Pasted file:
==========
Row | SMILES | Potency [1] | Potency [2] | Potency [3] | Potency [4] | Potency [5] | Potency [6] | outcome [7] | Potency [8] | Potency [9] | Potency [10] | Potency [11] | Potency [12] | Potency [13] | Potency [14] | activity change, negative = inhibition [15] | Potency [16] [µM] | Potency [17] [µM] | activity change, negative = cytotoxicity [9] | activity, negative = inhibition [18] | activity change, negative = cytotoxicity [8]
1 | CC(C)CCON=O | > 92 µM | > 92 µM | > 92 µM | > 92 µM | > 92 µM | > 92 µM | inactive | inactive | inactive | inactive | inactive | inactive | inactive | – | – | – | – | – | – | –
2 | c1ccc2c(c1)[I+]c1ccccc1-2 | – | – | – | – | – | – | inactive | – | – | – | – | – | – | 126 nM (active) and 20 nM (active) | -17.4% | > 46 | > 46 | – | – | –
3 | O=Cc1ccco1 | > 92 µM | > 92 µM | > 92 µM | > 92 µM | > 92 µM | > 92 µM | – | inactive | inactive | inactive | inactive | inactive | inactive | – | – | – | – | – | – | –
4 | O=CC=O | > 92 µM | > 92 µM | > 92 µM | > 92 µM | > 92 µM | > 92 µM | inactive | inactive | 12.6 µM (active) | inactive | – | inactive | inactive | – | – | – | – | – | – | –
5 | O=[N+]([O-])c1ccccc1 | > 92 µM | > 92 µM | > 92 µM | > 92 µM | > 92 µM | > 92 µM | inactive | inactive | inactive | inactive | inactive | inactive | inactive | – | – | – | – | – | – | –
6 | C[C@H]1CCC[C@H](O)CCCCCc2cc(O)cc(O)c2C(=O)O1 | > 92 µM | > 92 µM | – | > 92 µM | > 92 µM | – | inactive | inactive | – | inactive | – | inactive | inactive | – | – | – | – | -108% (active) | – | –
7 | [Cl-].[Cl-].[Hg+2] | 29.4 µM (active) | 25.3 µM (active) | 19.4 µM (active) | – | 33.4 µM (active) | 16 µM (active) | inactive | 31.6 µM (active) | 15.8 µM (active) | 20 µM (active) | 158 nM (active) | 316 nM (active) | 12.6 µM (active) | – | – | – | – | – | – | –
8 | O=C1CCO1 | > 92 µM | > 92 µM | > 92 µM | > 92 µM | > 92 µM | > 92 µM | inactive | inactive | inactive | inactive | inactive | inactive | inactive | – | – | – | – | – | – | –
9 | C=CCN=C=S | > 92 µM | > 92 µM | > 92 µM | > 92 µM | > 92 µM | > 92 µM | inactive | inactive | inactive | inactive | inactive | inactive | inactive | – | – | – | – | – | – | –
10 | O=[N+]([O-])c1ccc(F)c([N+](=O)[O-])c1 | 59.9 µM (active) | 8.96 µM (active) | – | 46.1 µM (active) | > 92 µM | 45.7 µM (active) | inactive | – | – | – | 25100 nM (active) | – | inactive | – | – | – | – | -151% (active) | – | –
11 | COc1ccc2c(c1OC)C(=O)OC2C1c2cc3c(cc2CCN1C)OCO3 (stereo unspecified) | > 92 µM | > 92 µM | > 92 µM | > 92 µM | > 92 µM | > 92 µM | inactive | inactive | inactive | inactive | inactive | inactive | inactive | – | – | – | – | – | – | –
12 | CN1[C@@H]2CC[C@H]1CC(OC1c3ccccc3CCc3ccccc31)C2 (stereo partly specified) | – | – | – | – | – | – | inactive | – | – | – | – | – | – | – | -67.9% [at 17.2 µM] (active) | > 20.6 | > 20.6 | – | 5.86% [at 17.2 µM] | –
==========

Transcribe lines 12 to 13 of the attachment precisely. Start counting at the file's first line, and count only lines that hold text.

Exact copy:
11 | COc1ccc2c(c1OC)C(=O)OC2C1c2cc3c(cc2CCN1C)OCO3 (stereo unspecified) | > 92 µM | > 92 µM | > 92 µM | > 92 µM | > 92 µM | > 92 µM | inactive | inactive | inactive | inactive | inactive | inactive | inactive | – | – | – | – | – | – | –
12 | CN1[C@@H]2CC[C@H]1CC(OC1c3ccccc3CCc3ccccc31)C2 (stereo partly specified) | – | – | – | – | – | – | inactive | – | – | – | – | – | – | – | -67.9% [at 17.2 µM] (active) | > 20.6 | > 20.6 | – | 5.86% [at 17.2 µM] | –